Take the 2-minute tour ×
Stack Overflow is a question and answer site for professional and enthusiast programmers. It's 100% free, no registration required.

Pardon my poor python skills, I am rather new to the language!

None the less, I am confused by the results I am getting from twinx() currently. I am not sure why when I twin the x axis, the ticks on the right hand side y axis seem to double.

import matplotlib.pyplot as plt

x = linspace(0,2*pi,100)
y = sin(x) + 100*rand(len(x))
z = cos(x) + 100*rand(len(x))
data = []
data.append(y)
data.append(z)

fig = plt.figure(1)
for kk in range(len(data)):
    ax1 = fig.add_subplot(111)
    ax1.plot(x.T, data[kk], 'b.-')

plt.show()

The first plot displays (to my mind) the correct behavior left Y axis

fig2 = plt.figure(2)
for kk in range(len(data)):
    ax3 = fig2.add_subplot(111)
    ax4 = ax3.twinx()
    ax4.plot(x.T, data[kk], 'b.-')

plt.show()

While the second plot (where all I have done is flip the axis) seems to have poor y tick behavior wherein the two 'curves' each get their own tick marks. right y axis

Any thoughts as to why this might be occurring would be greatly appreciated!

share|improve this question

2 Answers 2

up vote 2 down vote accepted

Because that's what twinx is supposed to do :)

Seriously, though, the point of twinx is to create an independent y-axis on the same plot. By default, it shows the ticks for the second, independent y-axis on the right hand side of the plot.

The idea is that you can do something like this using twinx (or twiny if you want two independent x-axes):

import matplotlib.pyplot as plt
import numpy as np

fig, ax = plt.subplots()
ax2 = ax.twinx()

x = np.linspace(0, 10, 100)

ax.plot(x, np.sin(x), color='blue')
ax.set_ylabel(ylabel='Y-Value 1', color='blue')
ax.set_xlabel('Same X-values')

ax2.plot(x, x**3, color='green')
ax2.set_ylabel('Y-Value 2', color='green')

plt.show()

enter image description here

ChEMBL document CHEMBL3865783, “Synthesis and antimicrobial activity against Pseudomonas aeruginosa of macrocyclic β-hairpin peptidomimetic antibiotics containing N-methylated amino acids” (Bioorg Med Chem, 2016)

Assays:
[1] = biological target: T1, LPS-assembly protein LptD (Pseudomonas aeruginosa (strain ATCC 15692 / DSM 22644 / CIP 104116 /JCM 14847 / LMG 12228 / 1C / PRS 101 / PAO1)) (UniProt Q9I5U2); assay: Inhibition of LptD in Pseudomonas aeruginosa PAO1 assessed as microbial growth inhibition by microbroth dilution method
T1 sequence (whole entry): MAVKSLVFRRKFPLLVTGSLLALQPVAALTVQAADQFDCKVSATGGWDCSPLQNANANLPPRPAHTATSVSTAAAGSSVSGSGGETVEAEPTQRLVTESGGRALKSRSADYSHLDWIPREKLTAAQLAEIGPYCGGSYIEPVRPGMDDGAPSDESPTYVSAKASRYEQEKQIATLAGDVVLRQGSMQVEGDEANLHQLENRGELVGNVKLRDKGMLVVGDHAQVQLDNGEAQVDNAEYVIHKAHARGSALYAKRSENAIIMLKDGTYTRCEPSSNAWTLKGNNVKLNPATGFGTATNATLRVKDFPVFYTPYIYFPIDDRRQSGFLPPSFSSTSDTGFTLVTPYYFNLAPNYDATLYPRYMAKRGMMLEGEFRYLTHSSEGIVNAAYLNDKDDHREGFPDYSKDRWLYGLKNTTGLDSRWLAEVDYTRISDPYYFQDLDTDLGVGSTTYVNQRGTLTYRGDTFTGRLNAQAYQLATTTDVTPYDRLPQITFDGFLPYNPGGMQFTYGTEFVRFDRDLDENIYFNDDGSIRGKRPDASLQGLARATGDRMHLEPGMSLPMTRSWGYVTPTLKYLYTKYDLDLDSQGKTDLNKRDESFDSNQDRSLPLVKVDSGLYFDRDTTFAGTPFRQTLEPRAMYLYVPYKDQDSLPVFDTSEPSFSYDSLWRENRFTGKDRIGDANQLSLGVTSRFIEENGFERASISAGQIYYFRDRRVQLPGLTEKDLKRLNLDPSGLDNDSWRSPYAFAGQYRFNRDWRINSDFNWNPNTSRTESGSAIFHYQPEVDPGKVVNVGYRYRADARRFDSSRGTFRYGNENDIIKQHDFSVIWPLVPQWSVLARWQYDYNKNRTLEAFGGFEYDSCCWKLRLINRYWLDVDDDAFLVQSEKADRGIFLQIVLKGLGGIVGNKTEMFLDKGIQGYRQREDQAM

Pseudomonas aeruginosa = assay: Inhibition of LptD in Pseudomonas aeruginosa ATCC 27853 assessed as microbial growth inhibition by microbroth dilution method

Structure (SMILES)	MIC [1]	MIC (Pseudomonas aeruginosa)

If you just want two curves that share the same axes, just plot them on the same axes. E.g.:

import matplotlib.pyplot as plt
import numpy as np

fig, ax = plt.subplots()

x = np.linspace(0, 10, 100)
ax.plot(x, x, label='$y=x$')
ax.plot(x, 3 * x, label='$y=3x$')
ax.legend(loc='upper left')

ax.set(xlabel='Same X-values', ylabel='Same Y-values')

plt.show()

enter image description here

share|improve this answer
    
Thanks for your reply. Please see my updated post with plots. I wonder if it has anything to do with my install. I'm using OS X 10.8.2 with Python 2.7.3 and Ipython 0.12.1 –  not link Dec 17 '12 at 2:04
    
Thanks for adding the images showing the problem. That's definitely not normal behavior. How did you install matplotlib? (e.g. homebrew, one of the binaries from the matplotlib site, etc) –  Joe Kington Dec 17 '12 at 4:23
    
Actually, there's probably a simpler explanation. Don't use calls like plt.figure(1), as it won't create a new figure, it just returns figure number 1. Just use fig = plt.figure() instead and leave out the number argument entirely. You're probably adding new axes on top of the old axes on an existing figure when you intended to create a new figure. This causes the ticks from the previous axes to "poke out" from behind the new axes you just added. –  Joe Kington Dec 17 '12 at 4:31
    
I tried it without the number in the plt.figure() command as you recommended and I get the same result as earlier. I installed python with the EPD installer ver 7.3 for OS X and thus have matplotlib 1.1.0 (as can be seen here). –  not link Dec 17 '12 at 21:05
    
Note, I just tried generating my plots on a Windows 7 computer with EPD installed and received the same results. –  not link Dec 17 '12 at 21:27

If you take the call to twinx() and add_subplot() out of the loop, I think you'll get the figure you're after. Like so:

fig2 = plt.figure(2)
ax3 = fig2.add_subplot(111)
ax4 = ax3.twinx()
for kk in range(len(data)):
    ax4.plot(x.T, data[kk], 'b.-')

plt.show()

By the end of your loop you're calling twinx() twice, so you naturally get two twinned axes. Since they have different scales, the numbers overlap in an awkward way.

share|improve this answer

Your Answer

 
discard

By posting your answer, you agree to the privacy policy and terms of service.

Not the answer you're looking for? Browse other questions tagged or ask your own question.